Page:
Who are the opinion makers on climate change? In the US, it is the meteorologists, or TV weathermen, followed by politicians.
Faith in meteorologists has increased since the days when the public considered weather forecasting was intelligent guesswork. With this greater faith comes a disposition by viewers to accept what TV weathermen say about climate change.
Scientists recognize the difference between climate and weather, but at a popular level there is uncertainty. This uncertainty exists in part because a stong majority of US TV weathermen are denialists when it comes to climate change.
A newly launched website, Forecast the Facts (The Facts) has highlighted the seriousness of that situation. According to The Facts, 63% of meteorologists don’t think climate change is caused by GHG emissions and a full 27% think global warming is a scam. These opinions seem well-entrenched to the point that the industry association, the American Meteorological Society, delayed releasing an overdue update on climate change to replace a 2007 statement.
As for politicians, James Inhofe, the Republican Senator from Oklahoma, considers that the global warming is a hoax. Inhofe is likely to head the Senate Committee on the Environment if the Republicans maintain their majority in this year’s elections. With one insignificant exception, the Republican candidates for the 2012 Presidential nomination did not recognize climate change as a problem.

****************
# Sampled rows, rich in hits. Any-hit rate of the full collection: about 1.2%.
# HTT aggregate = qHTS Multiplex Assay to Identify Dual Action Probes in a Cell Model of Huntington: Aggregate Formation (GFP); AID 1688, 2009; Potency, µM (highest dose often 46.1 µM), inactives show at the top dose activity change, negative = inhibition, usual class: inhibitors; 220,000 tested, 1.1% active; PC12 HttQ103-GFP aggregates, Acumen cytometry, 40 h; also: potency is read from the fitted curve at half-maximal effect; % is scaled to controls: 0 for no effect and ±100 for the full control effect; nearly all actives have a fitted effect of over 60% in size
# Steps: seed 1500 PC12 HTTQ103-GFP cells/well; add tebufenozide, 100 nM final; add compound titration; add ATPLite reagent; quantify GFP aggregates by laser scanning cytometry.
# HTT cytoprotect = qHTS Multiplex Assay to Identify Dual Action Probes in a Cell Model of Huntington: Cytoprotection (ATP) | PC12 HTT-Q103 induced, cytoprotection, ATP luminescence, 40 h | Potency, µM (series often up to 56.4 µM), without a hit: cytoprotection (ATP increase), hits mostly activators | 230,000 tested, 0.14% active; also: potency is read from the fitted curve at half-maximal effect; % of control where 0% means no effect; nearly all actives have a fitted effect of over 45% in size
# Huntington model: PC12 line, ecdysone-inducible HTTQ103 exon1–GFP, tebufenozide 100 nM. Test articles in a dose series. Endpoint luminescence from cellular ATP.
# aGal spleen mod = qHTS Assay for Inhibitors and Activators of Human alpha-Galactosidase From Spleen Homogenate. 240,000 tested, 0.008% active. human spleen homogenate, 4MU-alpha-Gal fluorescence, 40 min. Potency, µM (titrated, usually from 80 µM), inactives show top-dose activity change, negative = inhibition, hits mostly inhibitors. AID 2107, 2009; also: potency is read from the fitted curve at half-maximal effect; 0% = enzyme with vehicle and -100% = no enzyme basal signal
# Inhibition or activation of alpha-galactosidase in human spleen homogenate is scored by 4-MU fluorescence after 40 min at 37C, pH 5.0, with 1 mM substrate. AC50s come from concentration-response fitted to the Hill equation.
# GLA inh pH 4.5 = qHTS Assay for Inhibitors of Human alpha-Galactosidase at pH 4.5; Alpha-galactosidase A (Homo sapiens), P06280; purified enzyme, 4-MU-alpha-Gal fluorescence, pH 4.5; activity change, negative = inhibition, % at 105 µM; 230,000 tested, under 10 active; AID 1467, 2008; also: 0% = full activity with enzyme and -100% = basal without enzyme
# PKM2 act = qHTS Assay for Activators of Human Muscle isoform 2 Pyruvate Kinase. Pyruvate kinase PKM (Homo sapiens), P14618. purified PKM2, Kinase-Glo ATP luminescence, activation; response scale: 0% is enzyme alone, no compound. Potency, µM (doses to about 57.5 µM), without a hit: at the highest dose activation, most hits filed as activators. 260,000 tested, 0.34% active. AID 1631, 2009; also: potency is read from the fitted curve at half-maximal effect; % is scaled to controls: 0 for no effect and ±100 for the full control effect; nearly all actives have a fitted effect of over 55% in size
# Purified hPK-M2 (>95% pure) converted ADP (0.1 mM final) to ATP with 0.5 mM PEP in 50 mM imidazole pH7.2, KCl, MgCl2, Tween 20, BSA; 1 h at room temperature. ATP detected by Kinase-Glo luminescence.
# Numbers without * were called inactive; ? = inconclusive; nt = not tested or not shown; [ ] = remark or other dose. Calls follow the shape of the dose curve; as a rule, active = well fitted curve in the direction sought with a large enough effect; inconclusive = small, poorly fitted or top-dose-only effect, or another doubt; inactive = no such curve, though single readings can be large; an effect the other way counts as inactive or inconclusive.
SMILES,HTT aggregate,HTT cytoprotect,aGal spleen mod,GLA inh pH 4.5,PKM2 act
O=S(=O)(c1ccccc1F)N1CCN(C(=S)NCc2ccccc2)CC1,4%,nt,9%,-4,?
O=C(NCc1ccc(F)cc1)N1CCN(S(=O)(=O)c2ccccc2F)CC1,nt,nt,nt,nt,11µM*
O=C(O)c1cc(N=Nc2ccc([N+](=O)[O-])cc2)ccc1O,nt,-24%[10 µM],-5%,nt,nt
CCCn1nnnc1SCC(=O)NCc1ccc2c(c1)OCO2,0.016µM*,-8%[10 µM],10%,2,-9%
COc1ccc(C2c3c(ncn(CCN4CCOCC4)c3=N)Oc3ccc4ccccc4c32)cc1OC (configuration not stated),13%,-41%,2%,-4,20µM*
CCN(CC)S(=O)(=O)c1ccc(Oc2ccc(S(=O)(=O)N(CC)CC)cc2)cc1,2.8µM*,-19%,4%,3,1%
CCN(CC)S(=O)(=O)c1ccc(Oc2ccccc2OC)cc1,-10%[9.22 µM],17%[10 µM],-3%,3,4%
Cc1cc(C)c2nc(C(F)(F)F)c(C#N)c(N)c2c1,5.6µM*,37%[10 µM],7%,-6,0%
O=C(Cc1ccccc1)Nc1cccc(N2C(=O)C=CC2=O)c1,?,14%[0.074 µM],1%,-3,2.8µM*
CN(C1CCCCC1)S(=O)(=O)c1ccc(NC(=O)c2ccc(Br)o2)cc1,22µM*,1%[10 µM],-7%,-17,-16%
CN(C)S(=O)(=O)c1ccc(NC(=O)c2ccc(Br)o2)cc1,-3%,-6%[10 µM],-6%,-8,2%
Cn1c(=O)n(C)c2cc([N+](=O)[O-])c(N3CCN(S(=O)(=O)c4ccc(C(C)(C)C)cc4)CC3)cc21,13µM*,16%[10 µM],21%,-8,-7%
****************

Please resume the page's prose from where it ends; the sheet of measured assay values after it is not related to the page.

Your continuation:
President Obama has not spoken consistently and forcefully about the need to limit GHG emissions. Quite recently the President spoke at a plant that make blades for wind turbines, an important renewable energy source. He did not mention “pollution,” “climate change,” “greenhouse gases,” “carbon,” or “global warming. If politicians don’t consider it necessary to emphasize the problem, what will voters conclude?
So it is that, up to now, US public opinion on climate change is undecided, shifting a few percentage points this way or that way. According to a very recent study by Yale University, belief that the climate is changing is up 3% to 66% from six months ago. (A not-surprising result considering the weird weather North America experienced last “winter”.) Yet the percentage of those who believe climate change is caused by GHG emissions has dropped by 4%. As the climate experience has forced a change of belief, many people perhaps seek an explanation that justifies “business as usual” without a troubled conscience.
This Yale Study also came up with some findings that suggest scientists may not be able to lead the public to accept the reality of climate change in time. It stated:
“Since November, however, there has been a 6 point decrease (to 35%) in the proportion of Americans who believe that most scientists think global warming is happening, with a 2 point increase (to 41%) in those who believe there is a lot of disagreement among scientists.”
In other words up to now the “science is not settled” mantra has allowed many US citizens to remain secure in their scepticism.